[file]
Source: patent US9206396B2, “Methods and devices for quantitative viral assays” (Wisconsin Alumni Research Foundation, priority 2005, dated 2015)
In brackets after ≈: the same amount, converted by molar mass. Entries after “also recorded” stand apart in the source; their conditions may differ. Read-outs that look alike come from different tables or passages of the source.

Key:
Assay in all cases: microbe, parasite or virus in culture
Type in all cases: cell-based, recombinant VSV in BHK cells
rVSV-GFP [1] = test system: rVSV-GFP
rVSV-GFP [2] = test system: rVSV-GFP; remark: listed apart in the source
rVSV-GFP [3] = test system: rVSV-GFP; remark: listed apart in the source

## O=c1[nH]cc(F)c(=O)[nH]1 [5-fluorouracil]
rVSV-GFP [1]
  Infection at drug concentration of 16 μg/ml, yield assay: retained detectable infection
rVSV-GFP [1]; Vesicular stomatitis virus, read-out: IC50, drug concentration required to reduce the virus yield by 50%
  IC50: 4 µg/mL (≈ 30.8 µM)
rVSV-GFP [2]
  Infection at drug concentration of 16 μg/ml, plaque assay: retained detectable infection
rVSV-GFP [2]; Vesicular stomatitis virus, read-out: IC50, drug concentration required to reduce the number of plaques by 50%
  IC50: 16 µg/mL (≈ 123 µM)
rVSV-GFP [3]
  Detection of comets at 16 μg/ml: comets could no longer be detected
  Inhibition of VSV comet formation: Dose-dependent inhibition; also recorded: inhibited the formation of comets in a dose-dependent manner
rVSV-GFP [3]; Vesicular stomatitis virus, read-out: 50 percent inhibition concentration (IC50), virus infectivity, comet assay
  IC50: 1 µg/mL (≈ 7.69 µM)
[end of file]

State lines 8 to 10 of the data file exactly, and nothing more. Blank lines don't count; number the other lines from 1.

rVSV-GFP [3] = test system: rVSV-GFP; remark: listed apart in the source

## O=c1[nH]cc(F)c(=O)[nH]1 [5-fluorouracil]
rVSV-GFP [1]